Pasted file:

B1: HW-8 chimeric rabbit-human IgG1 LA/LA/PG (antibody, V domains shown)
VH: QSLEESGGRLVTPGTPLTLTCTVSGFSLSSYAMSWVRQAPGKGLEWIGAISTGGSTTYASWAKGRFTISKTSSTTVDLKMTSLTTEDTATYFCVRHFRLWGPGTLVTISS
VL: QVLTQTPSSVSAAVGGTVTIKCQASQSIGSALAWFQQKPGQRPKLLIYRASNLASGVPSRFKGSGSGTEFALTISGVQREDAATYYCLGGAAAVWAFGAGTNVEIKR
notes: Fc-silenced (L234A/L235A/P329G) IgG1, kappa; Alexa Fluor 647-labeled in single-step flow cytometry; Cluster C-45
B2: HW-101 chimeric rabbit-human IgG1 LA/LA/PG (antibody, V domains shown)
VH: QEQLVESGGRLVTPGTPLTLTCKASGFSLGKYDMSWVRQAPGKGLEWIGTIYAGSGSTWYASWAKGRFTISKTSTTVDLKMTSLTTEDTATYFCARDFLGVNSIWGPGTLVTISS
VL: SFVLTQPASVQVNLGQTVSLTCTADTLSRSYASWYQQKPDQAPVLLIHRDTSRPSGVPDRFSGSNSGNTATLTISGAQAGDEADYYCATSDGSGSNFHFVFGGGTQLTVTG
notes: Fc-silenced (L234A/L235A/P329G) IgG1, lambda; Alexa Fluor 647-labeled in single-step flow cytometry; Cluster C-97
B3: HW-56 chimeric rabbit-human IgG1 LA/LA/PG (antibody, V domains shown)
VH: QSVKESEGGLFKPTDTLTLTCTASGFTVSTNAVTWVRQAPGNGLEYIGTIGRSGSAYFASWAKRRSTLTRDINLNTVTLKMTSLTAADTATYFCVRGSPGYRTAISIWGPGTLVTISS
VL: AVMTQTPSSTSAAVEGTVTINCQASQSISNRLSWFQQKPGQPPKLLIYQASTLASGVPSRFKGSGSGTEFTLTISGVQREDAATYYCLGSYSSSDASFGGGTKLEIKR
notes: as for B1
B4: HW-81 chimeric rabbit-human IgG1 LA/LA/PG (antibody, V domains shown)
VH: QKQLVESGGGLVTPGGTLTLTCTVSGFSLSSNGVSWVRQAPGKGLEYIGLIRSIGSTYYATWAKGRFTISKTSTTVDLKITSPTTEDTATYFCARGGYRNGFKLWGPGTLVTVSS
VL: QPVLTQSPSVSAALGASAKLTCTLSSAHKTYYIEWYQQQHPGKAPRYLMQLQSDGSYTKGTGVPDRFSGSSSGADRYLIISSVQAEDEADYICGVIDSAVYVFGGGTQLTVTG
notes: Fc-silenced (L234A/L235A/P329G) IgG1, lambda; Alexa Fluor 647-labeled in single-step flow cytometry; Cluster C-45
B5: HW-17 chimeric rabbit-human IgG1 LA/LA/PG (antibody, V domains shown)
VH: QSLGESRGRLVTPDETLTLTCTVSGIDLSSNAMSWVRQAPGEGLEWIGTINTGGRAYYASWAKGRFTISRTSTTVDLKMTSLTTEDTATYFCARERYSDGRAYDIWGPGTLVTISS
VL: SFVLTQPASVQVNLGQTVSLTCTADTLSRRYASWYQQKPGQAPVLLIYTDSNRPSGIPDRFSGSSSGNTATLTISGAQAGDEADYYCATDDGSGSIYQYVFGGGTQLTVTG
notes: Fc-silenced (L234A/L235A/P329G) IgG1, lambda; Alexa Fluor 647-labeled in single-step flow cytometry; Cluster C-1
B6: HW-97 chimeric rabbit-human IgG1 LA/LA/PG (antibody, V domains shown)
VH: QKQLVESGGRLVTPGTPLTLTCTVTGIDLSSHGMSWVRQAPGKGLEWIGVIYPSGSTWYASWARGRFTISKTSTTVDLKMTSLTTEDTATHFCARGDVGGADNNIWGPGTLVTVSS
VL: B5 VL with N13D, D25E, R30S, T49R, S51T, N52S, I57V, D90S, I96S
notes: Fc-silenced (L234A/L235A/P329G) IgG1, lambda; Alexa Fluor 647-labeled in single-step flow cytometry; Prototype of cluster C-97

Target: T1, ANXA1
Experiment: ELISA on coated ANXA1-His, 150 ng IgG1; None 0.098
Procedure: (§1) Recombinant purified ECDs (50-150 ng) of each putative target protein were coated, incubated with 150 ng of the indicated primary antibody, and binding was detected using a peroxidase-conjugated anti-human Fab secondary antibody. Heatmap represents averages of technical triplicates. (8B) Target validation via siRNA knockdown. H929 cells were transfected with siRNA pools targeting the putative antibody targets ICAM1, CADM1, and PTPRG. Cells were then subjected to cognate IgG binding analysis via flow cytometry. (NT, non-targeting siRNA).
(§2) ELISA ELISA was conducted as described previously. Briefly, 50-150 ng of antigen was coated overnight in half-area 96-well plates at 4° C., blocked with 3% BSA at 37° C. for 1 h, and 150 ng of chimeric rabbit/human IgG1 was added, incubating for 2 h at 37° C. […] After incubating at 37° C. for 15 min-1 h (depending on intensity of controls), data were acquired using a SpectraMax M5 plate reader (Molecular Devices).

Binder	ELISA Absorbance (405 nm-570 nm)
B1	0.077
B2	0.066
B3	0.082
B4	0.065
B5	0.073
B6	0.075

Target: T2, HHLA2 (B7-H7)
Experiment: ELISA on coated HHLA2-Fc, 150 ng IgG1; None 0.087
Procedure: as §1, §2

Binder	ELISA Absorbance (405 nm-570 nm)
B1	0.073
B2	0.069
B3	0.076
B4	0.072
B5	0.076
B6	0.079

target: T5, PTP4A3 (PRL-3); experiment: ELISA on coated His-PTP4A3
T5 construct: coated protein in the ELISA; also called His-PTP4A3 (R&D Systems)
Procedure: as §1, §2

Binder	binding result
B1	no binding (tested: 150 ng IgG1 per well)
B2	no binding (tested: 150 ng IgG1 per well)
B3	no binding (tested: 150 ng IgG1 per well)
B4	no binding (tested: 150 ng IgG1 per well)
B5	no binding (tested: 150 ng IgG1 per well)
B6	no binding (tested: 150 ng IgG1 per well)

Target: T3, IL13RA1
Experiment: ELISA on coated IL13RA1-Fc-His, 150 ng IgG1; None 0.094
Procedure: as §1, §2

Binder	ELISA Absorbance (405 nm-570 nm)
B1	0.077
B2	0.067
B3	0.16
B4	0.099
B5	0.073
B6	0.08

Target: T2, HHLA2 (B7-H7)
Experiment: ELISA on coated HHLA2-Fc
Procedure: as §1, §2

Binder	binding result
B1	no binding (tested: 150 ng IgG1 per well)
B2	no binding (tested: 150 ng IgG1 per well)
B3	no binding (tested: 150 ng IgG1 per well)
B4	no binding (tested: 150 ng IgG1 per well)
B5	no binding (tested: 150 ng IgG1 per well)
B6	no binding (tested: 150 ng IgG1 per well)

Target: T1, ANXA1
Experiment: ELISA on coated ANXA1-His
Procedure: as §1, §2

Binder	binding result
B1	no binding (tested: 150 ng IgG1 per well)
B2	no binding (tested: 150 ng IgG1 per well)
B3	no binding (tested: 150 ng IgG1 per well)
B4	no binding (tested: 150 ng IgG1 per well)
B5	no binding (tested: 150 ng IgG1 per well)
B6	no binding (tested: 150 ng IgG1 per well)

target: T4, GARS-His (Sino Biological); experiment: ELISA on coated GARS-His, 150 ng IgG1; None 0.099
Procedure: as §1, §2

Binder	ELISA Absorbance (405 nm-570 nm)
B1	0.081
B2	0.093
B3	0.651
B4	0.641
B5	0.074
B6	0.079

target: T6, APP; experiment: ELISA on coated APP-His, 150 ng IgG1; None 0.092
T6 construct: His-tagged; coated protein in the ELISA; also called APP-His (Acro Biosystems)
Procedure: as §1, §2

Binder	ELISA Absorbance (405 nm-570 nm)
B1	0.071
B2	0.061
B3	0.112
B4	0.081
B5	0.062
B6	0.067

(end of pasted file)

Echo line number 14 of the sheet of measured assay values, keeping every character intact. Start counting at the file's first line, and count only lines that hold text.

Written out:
VH: QKQLVESGGGLVTPGGTLTLTCTVSGFSLSSNGVSWVRQAPGKGLEYIGLIRSIGSTYYATWAKGRFTISKTSTTVDLKITSPTTEDTATYFCARGGYRNGFKLWGPGTLVTVSS